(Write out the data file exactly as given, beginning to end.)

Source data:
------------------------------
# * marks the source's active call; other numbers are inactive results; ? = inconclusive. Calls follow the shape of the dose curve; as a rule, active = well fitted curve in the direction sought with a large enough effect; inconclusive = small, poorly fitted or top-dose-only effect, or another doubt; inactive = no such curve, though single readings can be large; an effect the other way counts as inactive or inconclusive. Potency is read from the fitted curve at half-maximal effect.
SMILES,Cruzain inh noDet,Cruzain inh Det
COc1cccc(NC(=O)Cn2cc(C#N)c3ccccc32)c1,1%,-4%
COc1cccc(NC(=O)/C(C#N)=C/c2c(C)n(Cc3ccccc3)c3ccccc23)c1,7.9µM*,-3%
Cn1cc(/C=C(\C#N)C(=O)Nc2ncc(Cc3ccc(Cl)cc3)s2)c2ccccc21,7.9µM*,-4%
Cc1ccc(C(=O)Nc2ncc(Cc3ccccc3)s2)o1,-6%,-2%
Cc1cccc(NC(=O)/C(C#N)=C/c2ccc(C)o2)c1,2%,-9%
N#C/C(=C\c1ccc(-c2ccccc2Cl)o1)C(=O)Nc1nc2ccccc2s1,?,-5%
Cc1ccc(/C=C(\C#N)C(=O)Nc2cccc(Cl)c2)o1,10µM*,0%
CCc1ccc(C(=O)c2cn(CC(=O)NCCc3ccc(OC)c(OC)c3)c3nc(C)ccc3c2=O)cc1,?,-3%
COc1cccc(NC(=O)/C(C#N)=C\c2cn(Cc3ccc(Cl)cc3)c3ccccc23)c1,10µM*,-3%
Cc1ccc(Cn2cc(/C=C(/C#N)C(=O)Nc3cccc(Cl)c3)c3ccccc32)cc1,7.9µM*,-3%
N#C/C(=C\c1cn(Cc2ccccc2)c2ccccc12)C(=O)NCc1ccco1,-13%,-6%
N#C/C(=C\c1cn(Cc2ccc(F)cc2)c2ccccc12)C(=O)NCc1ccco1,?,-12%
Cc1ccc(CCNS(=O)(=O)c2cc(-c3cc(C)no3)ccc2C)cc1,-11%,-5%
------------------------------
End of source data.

# * marks the source's active call; other numbers are inactive results; ? = inconclusive. Calls follow the shape of the dose curve; as a rule, active = well fitted curve in the direction sought with a large enough effect; inconclusive = small, poorly fitted or top-dose-only effect, or another doubt; inactive = no such curve, though single readings can be large; an effect the other way counts as inactive or inconclusive. Potency is read from the fitted curve at half-maximal effect.
SMILES,Cruzain inh noDet,Cruzain inh Det
COc1cccc(NC(=O)Cn2cc(C#N)c3ccccc32)c1,1%,-4%
COc1cccc(NC(=O)/C(C#N)=C/c2c(C)n(Cc3ccccc3)c3ccccc23)c1,7.9µM*,-3%
Cn1cc(/C=C(\C#N)C(=O)Nc2ncc(Cc3ccc(Cl)cc3)s2)c2ccccc21,7.9µM*,-4%
Cc1ccc(C(=O)Nc2ncc(Cc3ccccc3)s2)o1,-6%,-2%
Cc1cccc(NC(=O)/C(C#N)=C/c2ccc(C)o2)c1,2%,-9%
N#C/C(=C\c1ccc(-c2ccccc2Cl)o1)C(=O)Nc1nc2ccccc2s1,?,-5%
Cc1ccc(/C=C(\C#N)C(=O)Nc2cccc(Cl)c2)o1,10µM*,0%
CCc1ccc(C(=O)c2cn(CC(=O)NCCc3ccc(OC)c(OC)c3)c3nc(C)ccc3c2=O)cc1,?,-3%
COc1cccc(NC(=O)/C(C#N)=C\c2cn(Cc3ccc(Cl)cc3)c3ccccc23)c1,10µM*,-3%
Cc1ccc(Cn2cc(/C=C(/C#N)C(=O)Nc3cccc(Cl)c3)c3ccccc32)cc1,7.9µM*,-3%
N#C/C(=C\c1cn(Cc2ccccc2)c2ccccc12)C(=O)NCc1ccco1,-13%,-6%
N#C/C(=C\c1cn(Cc2ccc(F)cc2)c2ccccc12)C(=O)NCc1ccco1,?,-12%
Cc1ccc(CCNS(=O)(=O)c2cc(-c3cc(C)no3)ccc2C)cc1,-11%,-5%